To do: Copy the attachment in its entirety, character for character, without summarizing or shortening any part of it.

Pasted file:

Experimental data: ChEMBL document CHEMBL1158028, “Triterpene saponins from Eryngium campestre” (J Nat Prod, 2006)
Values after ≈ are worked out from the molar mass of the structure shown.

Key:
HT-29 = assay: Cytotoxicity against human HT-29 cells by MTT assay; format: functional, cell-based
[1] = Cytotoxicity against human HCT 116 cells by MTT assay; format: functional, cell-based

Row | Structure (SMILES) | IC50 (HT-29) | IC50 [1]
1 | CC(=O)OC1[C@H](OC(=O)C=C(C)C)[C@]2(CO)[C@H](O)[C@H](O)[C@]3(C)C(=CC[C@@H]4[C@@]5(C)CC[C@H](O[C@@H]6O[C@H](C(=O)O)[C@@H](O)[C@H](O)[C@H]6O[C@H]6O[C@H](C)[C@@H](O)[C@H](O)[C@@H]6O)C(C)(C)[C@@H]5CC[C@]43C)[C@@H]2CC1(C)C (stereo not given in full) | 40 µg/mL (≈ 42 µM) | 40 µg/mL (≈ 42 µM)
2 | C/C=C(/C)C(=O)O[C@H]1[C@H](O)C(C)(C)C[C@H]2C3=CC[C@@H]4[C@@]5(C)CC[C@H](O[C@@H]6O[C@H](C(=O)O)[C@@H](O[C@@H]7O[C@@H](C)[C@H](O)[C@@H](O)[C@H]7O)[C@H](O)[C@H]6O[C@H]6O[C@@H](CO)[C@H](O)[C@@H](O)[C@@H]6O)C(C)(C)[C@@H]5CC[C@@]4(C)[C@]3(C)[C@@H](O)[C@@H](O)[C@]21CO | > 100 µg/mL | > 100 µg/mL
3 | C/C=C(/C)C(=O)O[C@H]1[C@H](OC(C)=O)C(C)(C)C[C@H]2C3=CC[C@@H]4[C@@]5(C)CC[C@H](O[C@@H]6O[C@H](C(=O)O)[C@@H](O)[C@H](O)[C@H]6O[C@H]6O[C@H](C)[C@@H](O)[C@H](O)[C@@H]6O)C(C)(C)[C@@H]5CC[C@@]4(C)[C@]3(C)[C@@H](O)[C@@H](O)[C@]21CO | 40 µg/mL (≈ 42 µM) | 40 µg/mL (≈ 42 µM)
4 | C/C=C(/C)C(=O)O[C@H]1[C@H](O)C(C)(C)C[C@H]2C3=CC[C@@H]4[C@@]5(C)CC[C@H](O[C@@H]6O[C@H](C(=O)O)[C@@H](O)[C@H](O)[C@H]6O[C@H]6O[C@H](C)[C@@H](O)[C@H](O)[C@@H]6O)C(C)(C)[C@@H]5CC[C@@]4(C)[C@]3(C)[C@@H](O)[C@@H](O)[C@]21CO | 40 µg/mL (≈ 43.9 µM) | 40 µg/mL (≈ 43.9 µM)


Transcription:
Experimental data: ChEMBL document CHEMBL1158028, “Triterpene saponins from Eryngium campestre” (J Nat Prod, 2006)
Values after ≈ are worked out from the molar mass of the structure shown.

Key:
HT-29 = assay: Cytotoxicity against human HT-29 cells by MTT assay; format: functional, cell-based
[1] = Cytotoxicity against human HCT 116 cells by MTT assay; format: functional, cell-based

Row | Structure (SMILES) | IC50 (HT-29) | IC50 [1]
1 | CC(=O)OC1[C@H](OC(=O)C=C(C)C)[C@]2(CO)[C@H](O)[C@H](O)[C@]3(C)C(=CC[C@@H]4[C@@]5(C)CC[C@H](O[C@@H]6O[C@H](C(=O)O)[C@@H](O)[C@H](O)[C@H]6O[C@H]6O[C@H](C)[C@@H](O)[C@H](O)[C@@H]6O)C(C)(C)[C@@H]5CC[C@]43C)[C@@H]2CC1(C)C (stereo not given in full) | 40 µg/mL (≈ 42 µM) | 40 µg/mL (≈ 42 µM)
2 | C/C=C(/C)C(=O)O[C@H]1[C@H](O)C(C)(C)C[C@H]2C3=CC[C@@H]4[C@@]5(C)CC[C@H](O[C@@H]6O[C@H](C(=O)O)[C@@H](O[C@@H]7O[C@@H](C)[C@H](O)[C@@H](O)[C@H]7O)[C@H](O)[C@H]6O[C@H]6O[C@@H](CO)[C@H](O)[C@@H](O)[C@@H]6O)C(C)(C)[C@@H]5CC[C@@]4(C)[C@]3(C)[C@@H](O)[C@@H](O)[C@]21CO | > 100 µg/mL | > 100 µg/mL
3 | C/C=C(/C)C(=O)O[C@H]1[C@H](OC(C)=O)C(C)(C)C[C@H]2C3=CC[C@@H]4[C@@]5(C)CC[C@H](O[C@@H]6O[C@H](C(=O)O)[C@@H](O)[C@H](O)[C@H]6O[C@H]6O[C@H](C)[C@@H](O)[C@H](O)[C@@H]6O)C(C)(C)[C@@H]5CC[C@@]4(C)[C@]3(C)[C@@H](O)[C@@H](O)[C@]21CO | 40 µg/mL (≈ 42 µM) | 40 µg/mL (≈ 42 µM)
4 | C/C=C(/C)C(=O)O[C@H]1[C@H](O)C(C)(C)C[C@H]2C3=CC[C@@H]4[C@@]5(C)CC[C@H](O[C@@H]6O[C@H](C(=O)O)[C@@H](O)[C@H](O)[C@H]6O[C@H]6O[C@H](C)[C@@H](O)[C@H](O)[C@@H]6O)C(C)(C)[C@@H]5CC[C@@]4(C)[C@]3(C)[C@@H](O)[C@@H](O)[C@]21CO | 40 µg/mL (≈ 43.9 µM) | 40 µg/mL (≈ 43.9 µM)